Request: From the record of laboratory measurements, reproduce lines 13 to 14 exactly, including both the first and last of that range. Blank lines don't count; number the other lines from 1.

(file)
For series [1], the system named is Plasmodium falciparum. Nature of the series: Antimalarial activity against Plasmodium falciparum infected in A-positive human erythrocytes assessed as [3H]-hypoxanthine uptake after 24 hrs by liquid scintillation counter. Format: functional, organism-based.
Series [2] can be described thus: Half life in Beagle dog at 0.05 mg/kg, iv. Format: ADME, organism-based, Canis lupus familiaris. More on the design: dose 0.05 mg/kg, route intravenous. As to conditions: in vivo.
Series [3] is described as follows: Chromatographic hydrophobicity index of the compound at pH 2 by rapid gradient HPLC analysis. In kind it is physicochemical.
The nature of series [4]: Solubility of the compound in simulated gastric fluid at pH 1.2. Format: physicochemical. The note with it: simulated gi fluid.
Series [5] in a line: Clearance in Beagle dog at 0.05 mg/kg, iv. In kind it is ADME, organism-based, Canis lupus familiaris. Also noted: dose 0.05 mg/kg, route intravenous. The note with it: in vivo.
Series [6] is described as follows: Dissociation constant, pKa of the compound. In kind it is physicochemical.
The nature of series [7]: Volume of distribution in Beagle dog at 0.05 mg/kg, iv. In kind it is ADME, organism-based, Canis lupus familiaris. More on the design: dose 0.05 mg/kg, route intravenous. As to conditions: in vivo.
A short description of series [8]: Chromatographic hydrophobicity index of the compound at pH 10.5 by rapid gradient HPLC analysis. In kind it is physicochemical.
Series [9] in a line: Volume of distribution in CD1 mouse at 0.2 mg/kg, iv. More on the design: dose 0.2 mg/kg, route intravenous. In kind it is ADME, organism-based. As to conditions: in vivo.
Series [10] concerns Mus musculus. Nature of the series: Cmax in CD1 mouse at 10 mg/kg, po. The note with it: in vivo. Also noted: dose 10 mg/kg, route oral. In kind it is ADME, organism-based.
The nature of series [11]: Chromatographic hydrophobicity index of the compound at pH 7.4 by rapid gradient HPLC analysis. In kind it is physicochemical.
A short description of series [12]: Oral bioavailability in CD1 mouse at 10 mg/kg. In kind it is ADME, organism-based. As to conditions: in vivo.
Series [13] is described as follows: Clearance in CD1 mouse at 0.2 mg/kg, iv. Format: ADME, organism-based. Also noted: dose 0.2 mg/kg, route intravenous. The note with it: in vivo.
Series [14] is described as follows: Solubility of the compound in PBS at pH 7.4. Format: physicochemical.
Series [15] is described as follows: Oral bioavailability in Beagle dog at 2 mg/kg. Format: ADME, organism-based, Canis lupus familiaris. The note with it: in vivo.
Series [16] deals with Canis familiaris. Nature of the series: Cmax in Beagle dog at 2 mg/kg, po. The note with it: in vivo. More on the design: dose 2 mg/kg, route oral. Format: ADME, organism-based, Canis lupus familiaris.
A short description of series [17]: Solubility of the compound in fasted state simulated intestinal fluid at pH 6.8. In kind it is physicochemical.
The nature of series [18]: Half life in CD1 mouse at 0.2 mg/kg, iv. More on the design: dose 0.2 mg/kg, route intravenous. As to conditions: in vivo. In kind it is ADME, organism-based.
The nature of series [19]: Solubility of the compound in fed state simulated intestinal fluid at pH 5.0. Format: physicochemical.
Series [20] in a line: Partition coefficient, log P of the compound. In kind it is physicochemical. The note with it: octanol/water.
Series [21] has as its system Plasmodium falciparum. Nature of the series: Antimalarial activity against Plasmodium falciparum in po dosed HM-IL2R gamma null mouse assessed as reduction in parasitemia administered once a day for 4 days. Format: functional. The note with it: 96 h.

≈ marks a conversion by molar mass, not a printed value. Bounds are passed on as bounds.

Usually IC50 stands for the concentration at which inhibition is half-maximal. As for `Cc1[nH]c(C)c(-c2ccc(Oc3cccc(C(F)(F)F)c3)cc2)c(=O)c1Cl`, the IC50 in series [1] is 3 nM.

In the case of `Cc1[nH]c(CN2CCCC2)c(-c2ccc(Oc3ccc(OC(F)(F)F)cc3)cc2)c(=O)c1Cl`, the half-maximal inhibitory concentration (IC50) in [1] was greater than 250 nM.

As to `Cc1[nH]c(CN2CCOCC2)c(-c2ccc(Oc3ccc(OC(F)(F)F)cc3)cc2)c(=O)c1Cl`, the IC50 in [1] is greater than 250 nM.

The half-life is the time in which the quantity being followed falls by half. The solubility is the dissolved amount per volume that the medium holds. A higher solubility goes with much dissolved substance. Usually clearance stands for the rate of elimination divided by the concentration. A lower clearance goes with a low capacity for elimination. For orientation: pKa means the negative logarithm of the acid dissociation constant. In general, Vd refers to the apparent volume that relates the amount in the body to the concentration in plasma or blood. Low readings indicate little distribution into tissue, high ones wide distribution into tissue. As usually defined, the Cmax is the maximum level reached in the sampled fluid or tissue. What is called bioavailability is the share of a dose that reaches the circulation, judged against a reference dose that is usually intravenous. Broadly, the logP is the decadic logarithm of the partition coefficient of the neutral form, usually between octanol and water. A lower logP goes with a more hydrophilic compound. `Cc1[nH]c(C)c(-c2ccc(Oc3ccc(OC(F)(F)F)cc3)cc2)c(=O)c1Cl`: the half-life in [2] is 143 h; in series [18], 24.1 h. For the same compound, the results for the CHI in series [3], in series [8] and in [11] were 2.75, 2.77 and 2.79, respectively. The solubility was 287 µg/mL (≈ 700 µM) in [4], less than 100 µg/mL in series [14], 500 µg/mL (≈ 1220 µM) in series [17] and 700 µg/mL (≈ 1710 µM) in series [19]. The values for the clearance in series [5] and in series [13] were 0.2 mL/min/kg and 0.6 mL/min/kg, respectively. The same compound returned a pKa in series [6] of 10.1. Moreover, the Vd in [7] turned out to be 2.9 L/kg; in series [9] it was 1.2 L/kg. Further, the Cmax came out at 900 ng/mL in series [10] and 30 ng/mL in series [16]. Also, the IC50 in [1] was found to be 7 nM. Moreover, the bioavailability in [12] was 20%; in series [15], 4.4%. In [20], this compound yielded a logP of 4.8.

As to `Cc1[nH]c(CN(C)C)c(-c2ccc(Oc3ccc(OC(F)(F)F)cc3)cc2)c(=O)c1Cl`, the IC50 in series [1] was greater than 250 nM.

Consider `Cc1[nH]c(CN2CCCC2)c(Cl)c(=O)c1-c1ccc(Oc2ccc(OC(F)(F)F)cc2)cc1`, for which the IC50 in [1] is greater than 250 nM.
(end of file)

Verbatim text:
Series [13] is described as follows: Clearance in CD1 mouse at 0.2 mg/kg, iv. Format: ADME, organism-based. Also noted: dose 0.2 mg/kg, route intravenous. The note with it: in vivo.
Series [14] is described as follows: Solubility of the compound in PBS at pH 7.4. Format: physicochemical.